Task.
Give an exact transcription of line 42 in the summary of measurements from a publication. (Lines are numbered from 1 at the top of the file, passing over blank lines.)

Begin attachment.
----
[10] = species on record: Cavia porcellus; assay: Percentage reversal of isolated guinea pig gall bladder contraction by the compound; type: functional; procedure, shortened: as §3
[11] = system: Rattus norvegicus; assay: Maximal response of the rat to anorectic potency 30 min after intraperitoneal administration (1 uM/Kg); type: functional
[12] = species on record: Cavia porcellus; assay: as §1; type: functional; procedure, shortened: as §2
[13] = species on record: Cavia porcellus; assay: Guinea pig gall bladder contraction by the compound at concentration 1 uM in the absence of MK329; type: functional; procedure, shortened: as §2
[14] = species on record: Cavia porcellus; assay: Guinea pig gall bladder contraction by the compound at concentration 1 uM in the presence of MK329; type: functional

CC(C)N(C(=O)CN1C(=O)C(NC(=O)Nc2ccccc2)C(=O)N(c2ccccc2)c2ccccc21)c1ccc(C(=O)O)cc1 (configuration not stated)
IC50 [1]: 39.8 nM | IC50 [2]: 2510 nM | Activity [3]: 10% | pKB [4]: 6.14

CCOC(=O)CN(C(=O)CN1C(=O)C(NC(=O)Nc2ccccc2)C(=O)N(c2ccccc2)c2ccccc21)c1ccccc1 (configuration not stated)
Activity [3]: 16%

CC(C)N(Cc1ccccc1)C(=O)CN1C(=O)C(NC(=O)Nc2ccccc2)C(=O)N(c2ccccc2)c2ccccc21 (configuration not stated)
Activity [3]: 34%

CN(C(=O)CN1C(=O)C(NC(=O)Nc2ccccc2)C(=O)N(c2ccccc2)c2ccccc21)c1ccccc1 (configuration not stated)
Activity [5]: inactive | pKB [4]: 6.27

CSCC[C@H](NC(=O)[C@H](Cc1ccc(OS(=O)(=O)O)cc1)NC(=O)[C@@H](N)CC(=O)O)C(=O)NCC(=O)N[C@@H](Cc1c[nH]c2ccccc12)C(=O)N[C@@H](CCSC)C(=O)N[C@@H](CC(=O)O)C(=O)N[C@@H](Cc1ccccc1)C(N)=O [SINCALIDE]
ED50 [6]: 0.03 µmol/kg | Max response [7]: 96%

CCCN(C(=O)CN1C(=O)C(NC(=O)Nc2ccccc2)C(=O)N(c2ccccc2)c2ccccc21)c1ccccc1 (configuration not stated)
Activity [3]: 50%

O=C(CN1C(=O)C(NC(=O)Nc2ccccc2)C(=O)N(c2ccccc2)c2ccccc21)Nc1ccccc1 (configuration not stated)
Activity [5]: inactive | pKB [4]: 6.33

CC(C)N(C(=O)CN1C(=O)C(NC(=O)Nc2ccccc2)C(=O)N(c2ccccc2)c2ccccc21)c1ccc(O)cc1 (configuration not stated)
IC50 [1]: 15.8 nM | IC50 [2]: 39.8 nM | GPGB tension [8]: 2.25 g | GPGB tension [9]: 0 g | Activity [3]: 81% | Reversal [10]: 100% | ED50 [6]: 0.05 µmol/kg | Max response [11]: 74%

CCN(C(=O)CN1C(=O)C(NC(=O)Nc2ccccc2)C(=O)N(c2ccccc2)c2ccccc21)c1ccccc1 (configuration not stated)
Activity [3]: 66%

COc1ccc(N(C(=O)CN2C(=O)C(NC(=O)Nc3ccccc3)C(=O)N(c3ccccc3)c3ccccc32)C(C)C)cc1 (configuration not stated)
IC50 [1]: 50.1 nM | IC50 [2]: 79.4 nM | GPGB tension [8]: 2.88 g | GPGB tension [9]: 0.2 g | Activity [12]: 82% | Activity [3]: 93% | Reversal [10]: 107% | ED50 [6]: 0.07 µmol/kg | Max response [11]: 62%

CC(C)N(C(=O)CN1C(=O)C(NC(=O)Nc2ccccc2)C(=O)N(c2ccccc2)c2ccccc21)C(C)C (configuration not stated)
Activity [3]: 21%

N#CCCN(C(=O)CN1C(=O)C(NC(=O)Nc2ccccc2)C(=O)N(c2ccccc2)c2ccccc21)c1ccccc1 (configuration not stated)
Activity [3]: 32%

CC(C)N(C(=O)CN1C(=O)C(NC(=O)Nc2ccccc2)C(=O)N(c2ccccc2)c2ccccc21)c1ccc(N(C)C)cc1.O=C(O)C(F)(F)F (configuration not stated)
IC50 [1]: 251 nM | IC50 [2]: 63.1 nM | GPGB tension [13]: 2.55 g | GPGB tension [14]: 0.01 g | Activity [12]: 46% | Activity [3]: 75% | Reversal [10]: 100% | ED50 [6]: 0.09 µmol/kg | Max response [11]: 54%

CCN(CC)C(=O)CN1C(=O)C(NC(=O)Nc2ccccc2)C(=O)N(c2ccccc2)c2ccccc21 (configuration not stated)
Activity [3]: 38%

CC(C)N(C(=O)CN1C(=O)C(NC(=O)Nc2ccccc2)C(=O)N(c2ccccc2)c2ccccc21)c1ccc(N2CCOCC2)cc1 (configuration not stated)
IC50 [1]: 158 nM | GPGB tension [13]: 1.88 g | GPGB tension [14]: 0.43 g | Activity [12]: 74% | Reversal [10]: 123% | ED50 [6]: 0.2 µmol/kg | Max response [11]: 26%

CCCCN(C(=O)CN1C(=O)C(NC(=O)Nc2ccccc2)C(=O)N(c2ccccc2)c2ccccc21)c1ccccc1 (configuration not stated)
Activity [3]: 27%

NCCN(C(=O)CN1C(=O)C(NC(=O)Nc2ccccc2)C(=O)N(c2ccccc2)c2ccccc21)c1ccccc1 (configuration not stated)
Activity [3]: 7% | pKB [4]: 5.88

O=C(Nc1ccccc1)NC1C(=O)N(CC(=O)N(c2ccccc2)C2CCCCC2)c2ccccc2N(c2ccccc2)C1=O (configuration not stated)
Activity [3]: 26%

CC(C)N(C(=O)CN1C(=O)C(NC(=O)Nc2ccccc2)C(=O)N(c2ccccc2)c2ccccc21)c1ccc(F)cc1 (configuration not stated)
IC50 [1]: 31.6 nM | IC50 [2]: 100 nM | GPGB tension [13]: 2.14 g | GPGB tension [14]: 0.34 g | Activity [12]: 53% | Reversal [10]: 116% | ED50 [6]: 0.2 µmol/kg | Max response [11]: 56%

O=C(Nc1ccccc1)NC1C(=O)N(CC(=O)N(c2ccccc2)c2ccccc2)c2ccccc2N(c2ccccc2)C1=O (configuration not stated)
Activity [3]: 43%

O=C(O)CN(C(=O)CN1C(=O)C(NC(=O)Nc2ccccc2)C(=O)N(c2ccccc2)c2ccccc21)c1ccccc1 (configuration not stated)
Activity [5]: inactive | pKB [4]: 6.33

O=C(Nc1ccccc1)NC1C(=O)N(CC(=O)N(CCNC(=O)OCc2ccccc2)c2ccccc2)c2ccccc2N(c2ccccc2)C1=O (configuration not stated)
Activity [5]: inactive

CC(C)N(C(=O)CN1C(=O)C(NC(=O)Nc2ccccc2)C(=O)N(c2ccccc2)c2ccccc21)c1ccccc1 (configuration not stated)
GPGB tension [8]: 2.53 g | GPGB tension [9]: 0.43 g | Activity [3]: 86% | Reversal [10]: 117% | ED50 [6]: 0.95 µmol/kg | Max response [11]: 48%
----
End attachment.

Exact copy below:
CC(C)N(C(=O)CN1C(=O)C(NC(=O)Nc2ccccc2)C(=O)N(c2ccccc2)c2ccccc21)c1ccc(F)cc1 (configuration not stated)